Fact: Project schedules or budgets seldom include “meeting” time costs which often exceed 35% of time available to work on a project. Include them and be surprised!
Yes, it is getting more difficult to meet because everyone is doing other (ghost) jobs that management didn’t realize needed doing on the project..
Imagine this scenario (real): After one hour on a global phone conversation, the meeting leader decides to ask the Australian team what they think. There is no response. Oh, said the Admin. who was called to question about what happened to them. “They went to lunch, she said, about 40 minutes ago!”
Herman tells me this could happen in lots of meetings he attends. People are kept on line that do not need to be there. One client confided to me that he spends at least 15 hours a week in useless sessions where he says nothing, has no input, and just hangs on the line while multi-tasking. Occasionally, he goofs, then asks a dumb question just answered. When caught, he makes static noises as if the line is bad. One gentleman plays phone games. Another does email.
If it is a conference call meeting, life is sound bytes, and people often end the call without clear action items, answers to questions, or real interaction necessary for good follow through. Some people are good at adapting– others need time to think.
Designed for distance collaboration, these calls often sabotage trusting relationships without face time.
What about those Videoconferences?
Most PMs or facilitators say that ONLY one out of five meetings was NOT a waste of time. Videoconferences rate a little better, but keep people from saying or reacting candidly. While they do save travel costs, what about all that time wasted in getting ready, or setting up? One VP insisted people rehearse, and had several out-takes to a simple video session. Showmanship becomes more important than decisions to be made. If not kept under control, it is still a major time waster and energy killer. Herman says it takes him at least a half hour to an hour to recover.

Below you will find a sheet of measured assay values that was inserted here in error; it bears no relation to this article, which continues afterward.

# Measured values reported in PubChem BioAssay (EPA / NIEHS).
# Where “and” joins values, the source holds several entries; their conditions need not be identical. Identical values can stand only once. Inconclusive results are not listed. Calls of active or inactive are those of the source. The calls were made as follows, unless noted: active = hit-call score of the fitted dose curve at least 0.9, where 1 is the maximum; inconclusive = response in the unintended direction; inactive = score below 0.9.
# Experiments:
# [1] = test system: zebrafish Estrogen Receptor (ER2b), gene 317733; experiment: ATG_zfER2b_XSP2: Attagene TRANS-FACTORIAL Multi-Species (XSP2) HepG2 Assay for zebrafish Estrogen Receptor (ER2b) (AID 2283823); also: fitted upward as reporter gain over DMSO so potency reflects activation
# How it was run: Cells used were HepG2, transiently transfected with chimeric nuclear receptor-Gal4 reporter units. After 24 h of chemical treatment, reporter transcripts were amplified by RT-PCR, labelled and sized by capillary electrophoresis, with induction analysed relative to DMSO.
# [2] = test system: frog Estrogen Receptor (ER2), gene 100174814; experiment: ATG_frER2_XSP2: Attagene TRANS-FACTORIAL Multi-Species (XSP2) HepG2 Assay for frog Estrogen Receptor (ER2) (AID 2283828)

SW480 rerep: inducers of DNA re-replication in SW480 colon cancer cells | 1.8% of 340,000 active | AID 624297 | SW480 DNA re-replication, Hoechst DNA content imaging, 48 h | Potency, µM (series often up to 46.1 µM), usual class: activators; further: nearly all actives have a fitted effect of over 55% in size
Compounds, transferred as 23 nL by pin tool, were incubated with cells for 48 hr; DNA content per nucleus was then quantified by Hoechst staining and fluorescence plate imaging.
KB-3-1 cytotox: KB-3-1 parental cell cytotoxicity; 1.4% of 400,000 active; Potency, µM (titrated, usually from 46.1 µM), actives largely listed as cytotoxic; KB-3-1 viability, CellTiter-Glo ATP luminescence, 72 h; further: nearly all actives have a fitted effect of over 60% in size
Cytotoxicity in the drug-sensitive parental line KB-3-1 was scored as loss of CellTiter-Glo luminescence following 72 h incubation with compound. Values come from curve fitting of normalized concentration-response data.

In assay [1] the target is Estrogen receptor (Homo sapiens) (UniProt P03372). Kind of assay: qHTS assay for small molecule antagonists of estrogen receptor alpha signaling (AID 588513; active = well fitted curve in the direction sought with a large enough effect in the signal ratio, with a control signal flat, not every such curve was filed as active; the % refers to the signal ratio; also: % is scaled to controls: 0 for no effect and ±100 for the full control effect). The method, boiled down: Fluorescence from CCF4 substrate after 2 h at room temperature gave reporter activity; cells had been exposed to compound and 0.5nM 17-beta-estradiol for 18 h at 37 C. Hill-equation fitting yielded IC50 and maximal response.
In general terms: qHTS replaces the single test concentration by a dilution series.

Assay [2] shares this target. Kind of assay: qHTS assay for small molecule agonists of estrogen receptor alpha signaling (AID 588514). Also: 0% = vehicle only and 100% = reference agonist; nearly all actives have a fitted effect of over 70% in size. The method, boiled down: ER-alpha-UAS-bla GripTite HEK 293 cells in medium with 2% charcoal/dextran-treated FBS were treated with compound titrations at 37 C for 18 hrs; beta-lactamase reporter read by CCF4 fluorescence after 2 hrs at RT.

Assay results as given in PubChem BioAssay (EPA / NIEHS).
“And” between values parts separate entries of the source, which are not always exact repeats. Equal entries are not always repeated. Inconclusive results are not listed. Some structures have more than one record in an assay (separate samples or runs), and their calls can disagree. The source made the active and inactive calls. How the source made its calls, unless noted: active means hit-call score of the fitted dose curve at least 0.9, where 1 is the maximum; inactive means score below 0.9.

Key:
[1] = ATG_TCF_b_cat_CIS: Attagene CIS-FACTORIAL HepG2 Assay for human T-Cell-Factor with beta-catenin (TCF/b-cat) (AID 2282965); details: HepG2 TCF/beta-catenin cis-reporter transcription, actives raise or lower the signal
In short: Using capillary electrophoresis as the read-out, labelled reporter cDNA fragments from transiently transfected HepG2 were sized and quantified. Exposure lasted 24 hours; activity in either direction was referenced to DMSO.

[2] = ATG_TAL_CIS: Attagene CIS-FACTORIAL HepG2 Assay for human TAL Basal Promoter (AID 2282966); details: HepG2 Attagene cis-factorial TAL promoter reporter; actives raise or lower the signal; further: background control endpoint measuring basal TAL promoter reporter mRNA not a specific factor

Let’s consider some alternatives:
One- you could let people off the hook once their input is in. Why do they need to stay online if there are notes? You could prioritize the agenda by quickest input and exchanges. Two– you need to keep checking in with people in remote sites to see if they have ideas by name. “Hey, Bob, we haven’t heard from you. If you make a matrix as you speak, you will see who is talking, and who is NOT! Many people never get their two cents in, and in some cultures it is rude to interrupt.
Three- Ensure that everyone knows the why and impact of this call and can see the reason for their attendance. Some people on projects love EXCLUSION. Then they can work. Now there is a novel idea. We all know meetings where things are decided and completed are important, fun, and exciting than other meetings. where nothing is decided, you end up more confused, and you need another meeting to achieve clarity.
Herman says he was at one meeting where the project agenda didn’t change for THREE meetings. The people who needed to be there missed it twice.
INCLUDE the right people in meetings and exclude the wrong ones. I did a survey of one company (hierarchical) and the wrong people were discussing a warehouse move. The real knowledge was at the bottom. The players kept saying, “I will find out. I’ll ask Jojo.” Jojo could have saved them over $2000 per hour of executive time.
Herman says, the really worst news about Teleconferences is this: They have become a core competency like plain ole meetings. What this means is that leaders are good at doing phone meetings, and want to spend time doing things they do well. That means too many distracting conversations away from project relevant and productive activities!
Target practice: Keep your meetings diet under 10 hours a week per person unless they are absolutely necessary, or are working sessions with completions.